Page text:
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The Radler, Cafe Mustache Look to Crowd Funding for New Ventures

By Victoria Johnson | June 5, 2013 6:53am | Updated on June 5, 2013 8:26am
 Nathan Sears (l.) and Adam Hebert, owners of The Radler, stand in front of a Bohemian beer ad they found behind drywall as they prepared the space for their new project, a Bavarian beer hall and restaurant.
Nathan Sears (l.) and Adam Hebert, owners of The Radler, stand in front of a Bohemian beer ad they found behind drywall as they prepared the space for their new project, a Bavarian beer hall and restaurant.
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DNAInfo/Victoria Johnson

LOGAN SQUARE — Folks in Logan Square are getting used to being trendsetters, so it's no surprise that the neighborhood is center of another recent trend — funding new businesses with Kickstarter.

Crowd funding on Kickstarter is not new, of course. The company, launched in 2009, has helped thousands of upstarts, nonprofits and artists fund their endeavors.

While most campaigns offer donors their product when it's funded or free goodies, Logan Square business owners are counting on residents to donate to benefit the community — not just to get free stuff.

"If we raise that $25,000, what we'll do is take that $25,000 share, and instead of having to give that equity to investors, we take what those kickbacks would be and give them to the community," said Adam Hebert, co-owner of The Radler. "In the long run, it's a savings for us not to have investors, but we want to treat the community the same way."

 Cafe Mustache wants to expand, and turned to Kickstarter for funding.
Cafe Mustache wants to expand, and turned to Kickstarter for funding.
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Cafe Mustache/Kickstarter

The Radler, a "contemporary Bavarian restaurant and beer hall" set to open at 2375 N. Milwaukee Ave. in September, went to Kickstarter hoping to raise $25,000 to help get business up and running with no promise of future kickbacks or dividends — at least not in the traditional sense.

"We've got a whole lot of ideas, but we don't know how much money it's going to be yet and who's going to need it the most," Herbert said, adding that the business needs to be open and profitable before it's decided where to give back.

But will people throw money at a business venture for a Bavarian pretzel and a vague promise of future good will?

Apparently, they will. So far, The Radler has raised more than $12,300 of its $25,000 goal, which — it should be noted — also will go to restore a huge Bohemian beer ad that workers uncovered on one of The Radler's walls. Donors also will get their names on a community mural.

Just down the street, Cafe Mustache is working on its own Kickstarter campaign. The popular spot already has raised more than $4,000 toward an expansion of the coffee shop, which opened in 2010.

"We funded our original build-out from loans from family and friends, and we sort of tried to avoid traditional bank loans," said owner Kerry Ann Couch. "Then someone recommend Kickstarter."

While Cafe Mustache is also offering various gifts for donors, such as T-shirts and "fancy costume mustache[s]," the promise for the community is a little different.

"One of the primary reasons we want to do it is to have a better space for the events that we present," said Couch. "We provide a space for a very specific sort of community use."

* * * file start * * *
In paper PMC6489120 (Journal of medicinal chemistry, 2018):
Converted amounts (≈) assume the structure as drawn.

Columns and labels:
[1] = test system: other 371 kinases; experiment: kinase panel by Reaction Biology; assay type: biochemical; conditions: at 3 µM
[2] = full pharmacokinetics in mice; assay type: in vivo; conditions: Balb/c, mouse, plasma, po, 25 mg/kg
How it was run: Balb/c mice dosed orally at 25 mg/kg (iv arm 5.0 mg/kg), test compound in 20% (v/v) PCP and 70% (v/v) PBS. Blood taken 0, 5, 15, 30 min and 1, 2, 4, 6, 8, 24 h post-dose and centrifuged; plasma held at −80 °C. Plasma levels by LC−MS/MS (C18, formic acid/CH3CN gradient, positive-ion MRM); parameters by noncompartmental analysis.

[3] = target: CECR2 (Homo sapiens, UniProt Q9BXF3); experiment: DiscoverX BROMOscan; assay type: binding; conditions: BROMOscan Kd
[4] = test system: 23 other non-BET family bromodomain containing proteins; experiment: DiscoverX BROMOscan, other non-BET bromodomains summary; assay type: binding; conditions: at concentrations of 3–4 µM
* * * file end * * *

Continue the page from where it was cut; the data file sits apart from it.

People frequently go to Cafe Mustache to play music or show their art, Couch said.

"We have newer musicians, or musicians trying something new, film students looking for a place to exhibit their work.  We kind of want to create a unique space that's a little bit more intimate and a little less bar-ish," she said.

The cafe serves alcohol but isn't like a traditional bar, Couch said.

DePaul finance professor Patrick Murphy said he had not seen crowd-funding campaigns like The Radler's or Cafe Mustache's, but said if people want to donate to a for-profit business, they should go for it.

"If people want to give to something, part of the market system's foundation is such transactions are voluntary," he said. "So if people choose to donate to that business for any purpose, they're free to do it, and the business is free to ask for it."

Murphy's work is focused on "socially purposeful entrepreneurship," where business owners strive to have a positive impact on their communities.

Even without promises to give money to community organizations, Murphy said just having a business open and thriving might be enough of a positive impact, particularly in blighted areas.

Uncharted Books, for instance, raised more than $12,500 in 2011 to help open its doors, promising little beyond being an independent used bookstore for Logan Square.

"If the donors and the business people and the community members believe that having this business succeed would be good for the community, then that makes sense to me," Murphy said.

Paul Levin, executive director of the Logan Square Chamber of Commerce, said he has encountered plenty of people who want to start a new business but have a hard time getting funding.

"Traditional financial institutions are not terribly interested in dealing with what are perceived as small or micro-users of capital, so there's sort of a vacuum," he said.

Small-business aid groups such as Accion Chicago help fill that vacuum, Levin said, but he said that Kickstarter is a good option as well — as long as the businesses are transparent with their intentions.

"I hope that the people who are contributing know that the pleasure of helping an entrepreneur start a small business is all the rewards they're going to expect," he said.

And maybe a fancy costume mustache.